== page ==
“We were very happy to say the least,” says Schmalz. “We’d waited a long time to get the go ahead. The reason it took the supermarket chain so long to approve the building was really fairly simple. Grocery stores depend upon full-time residents being the staple of their market, and, until recently, the number of residents in that Midtown/Downtown area had not reached a point to give the supermarket a level of comfort in locating down there. There’s always been a number of what they call the daytime population,” explained Schmalz, “employees who work in the area, but grocery stores have never really been able to quantify what that would mean to their business. Their staple is full-time residents, and that has risen to an appropriate level. Publix now feels like when you factor in that, plus the additional expected growth, there is certainly enough market to support their store.”

It’s that “expected” growth and the seeming glut of downtown apartments now being built that have naysayers wondering if Birmingham is over-extending.  

“Not so,” says David Silverstein, whose company, Bayer Properties, is onboard to refurbish one of the city’s icons, the Pizitz Building. Plans for that stately old lady’s $66 million redevelopment include mezzanine office space and ground-level retail, as well as 143 multifamily units. 

“Sure,” says Silverstein, “there is always a risk of overbuilding, but right now we have such a demand that as soon as residential units are brought on line they are absorbed. There is a demand for residential, so I don’t think we’re approaching the tipping point. In fact, I think this trend will continue over the next five years with even more residences being built.”

Bayer Properties bought the Pizitz building 10 years ago. “For several years, we worked on a plan to convert it to office space with retail on the ground floor,” says Silverman, “but that was at the beginning of the downturn in economy in ’08 and ’09. The timing wasn’t appropriate. But, I have to say, I think we’re even more excited about our plans now, because it will be bringing people back downtown to live and work and shop.”

Alabama Power’s old Powell Steam Plant is another of Birmingham’s iconic buildings slated for a complete overhaul. Built in 1895, it is one of the city’s oldest and most historic. The plant provided power for downtown, including the city’s streetcar system. It was decommissioned in 2013 after more than 100 years of service.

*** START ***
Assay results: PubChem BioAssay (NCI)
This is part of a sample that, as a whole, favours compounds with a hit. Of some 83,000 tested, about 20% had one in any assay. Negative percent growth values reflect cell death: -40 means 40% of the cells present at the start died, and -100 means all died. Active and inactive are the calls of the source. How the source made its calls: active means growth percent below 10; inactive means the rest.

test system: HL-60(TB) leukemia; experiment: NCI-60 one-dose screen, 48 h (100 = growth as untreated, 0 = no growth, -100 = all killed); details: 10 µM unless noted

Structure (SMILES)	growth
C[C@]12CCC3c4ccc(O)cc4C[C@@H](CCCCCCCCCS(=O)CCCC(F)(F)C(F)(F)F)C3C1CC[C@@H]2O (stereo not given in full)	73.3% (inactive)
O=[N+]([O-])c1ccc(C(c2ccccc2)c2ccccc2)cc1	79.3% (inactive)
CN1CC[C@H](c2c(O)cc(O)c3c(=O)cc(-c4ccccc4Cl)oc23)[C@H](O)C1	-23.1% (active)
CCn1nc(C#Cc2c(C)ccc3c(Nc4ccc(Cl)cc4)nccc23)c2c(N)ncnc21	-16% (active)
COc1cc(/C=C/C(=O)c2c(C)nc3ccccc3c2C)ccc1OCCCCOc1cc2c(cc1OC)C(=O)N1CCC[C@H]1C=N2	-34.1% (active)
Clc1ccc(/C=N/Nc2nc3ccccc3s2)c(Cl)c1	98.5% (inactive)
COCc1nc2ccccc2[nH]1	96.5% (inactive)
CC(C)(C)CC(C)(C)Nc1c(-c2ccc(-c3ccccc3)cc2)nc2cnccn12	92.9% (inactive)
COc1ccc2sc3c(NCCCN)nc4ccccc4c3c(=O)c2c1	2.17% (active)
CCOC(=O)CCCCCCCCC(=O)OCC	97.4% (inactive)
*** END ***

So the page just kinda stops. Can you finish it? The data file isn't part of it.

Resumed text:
According to Alabama Power spokesperson Michael Sznajderman, “we have begun a very deliberate process to determine what will be the best use for this facility, which provided energy to this community for so many years. Now we want to continue to a new kind of energy, as part of this newly energized, revitalized, growing downtown Birmingham.”

Although Sznajderman says at this point “nothing is etched in stone,” the company is most likely headed toward a mixed-use facility. That would likely include elements like restaurants or taverns and “very possibly some kind of cultural/entertainment venue or theatre space, kind of depending upon what the need is in the community,” says Sznajderman.

To date, workers have concentrated on cleaning and stabilizing the 80,000-square-foot facility. Sznajderman says they’ve opened up the slots where historic windows used to be and stabilized the chimneys, removed all the old industrial equipment and leveled the floors.

“We view this as a significant project,” says Sznajderman, “an economic catalyst that will help take that area of downtown, which is already going through a renaissance, to the next level, that will fuel further economic development.” 

Signs of that renaissance are everywhere, and when Fleming strolls through downtown these days, he’s gratified at what he sees and hears. “People are really fired up about the city. They’re really excited. I love Birmingham. I grew up here, and, for so long, I felt like people had a very negative view of the city and even we ourselves had an inferiority complex. I think that’s changing. A vibrant city happens because a lot of different people are doing different things, and that’s what is happening here. People are seeing the potential of Birmingham. We can be one of the most valuable marketplaces in the Southeast and recognized as such. We need to believe in that, act like we believe in our city and in ourselves.”